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The Art of Fiction: A Guide for Writers and Readers
Ayn Rand, Tore Boeckmann, Leonard Peikoff
The Name of the Rose
Umberto Eco
David Mitchell
To the Lighthouse
Virginia Woolf
The Decline and Fall of the Roman Empire
Edward Gibbon, Daniel J. Boorstin, Gian Battista Piranesi, Hans-Friedrich Mueller
Gödel, Escher, Bach: An Eternal Golden Braid
Douglas R. Hofstadter
Perfect Wrong Note - Learning to Trust Your Musical Self
William Westney
The Prince
Niccolò Machiavelli
The Varieties of Religious Experience
William James
Twenty Questions: An Introduction to Philosophy
G. Lee Bowie, Robert C. Solomon

Outliers: The Story of Success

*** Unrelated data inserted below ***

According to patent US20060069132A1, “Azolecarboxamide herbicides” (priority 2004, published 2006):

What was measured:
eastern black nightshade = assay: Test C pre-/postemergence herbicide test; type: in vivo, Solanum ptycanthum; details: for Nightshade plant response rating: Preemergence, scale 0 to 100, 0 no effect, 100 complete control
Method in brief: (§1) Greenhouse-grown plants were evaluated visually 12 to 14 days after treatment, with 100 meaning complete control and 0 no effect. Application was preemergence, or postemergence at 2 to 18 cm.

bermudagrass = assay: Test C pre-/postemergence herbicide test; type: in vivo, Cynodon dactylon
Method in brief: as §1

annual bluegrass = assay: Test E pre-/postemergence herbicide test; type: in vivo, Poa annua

Outliers: The Story of Success - This book is excellent. It's fascinating, insightful, sometimes even shocking and always entertaining. If you don't read it, you're really missing out on some great research and writing.Why four stars? In my less-than-humble opinion this book, or rather this author, has the same problem as other books I've read by smart, insightful authors, I agree with their research methods and findings and even most of their conclusions, then they step into the realm of political or economic policy and I go nuts.In this case it didn't happen until the interview after the epilogue in the audio version of the book. Gladwell, who by the way, is an excellent narrator (it makes me slightly sick that he is so good at everything he does) is explaining his premise--that success is not entirely the result of an individual's grit and brilliance, but is also heavily influenced by their ancestors and environment. Fine. I have read the book and it's a position that I understand and respect. Then he says something along the lines of:"the idea if that if you make it to the top of your profession you deserve a salary of $20 million a year because you're the one responsible for getting to the top, why shouldn't you be richly rewarded? ... and I think that idea is completely false, it's completely false and it's dangerous."This is part of his "bedrock philosophy as a human being." Again, I agree with him on the point that people who end up at the top of their careers were likely helped by environmental factors similar to those that helped Bill Gates, Rockefeller etc. But to say that we, the people who weren't in their position and didn't make it to where they are, have some right to say what amount of money they should or shouldn't earn or possibly even a right to some of their money is ridiculous! Sure, they had help along the way, but their success is still fundamentally their success. Bill Gates could have had all the same luck but still never made anything of his life. Instead he, and not anyone else, recognized an opportunity and took advantage of his position for his, and all our benefit. Limiting his salary doesn't mean that there is less money to go around for everyone else. If you boil it down, what Gladwell is basically saying is the same thing you hear on an elementary school playground "NO FAIR!" Nothing in life is fair. Everyone knows it. You make the best of what you have and try to be happy for, and learn from, those who have more.It is disappointing to me that Gladwell uses such a well written and otherwise brilliant book as a thinly veiled justification for income redistribution.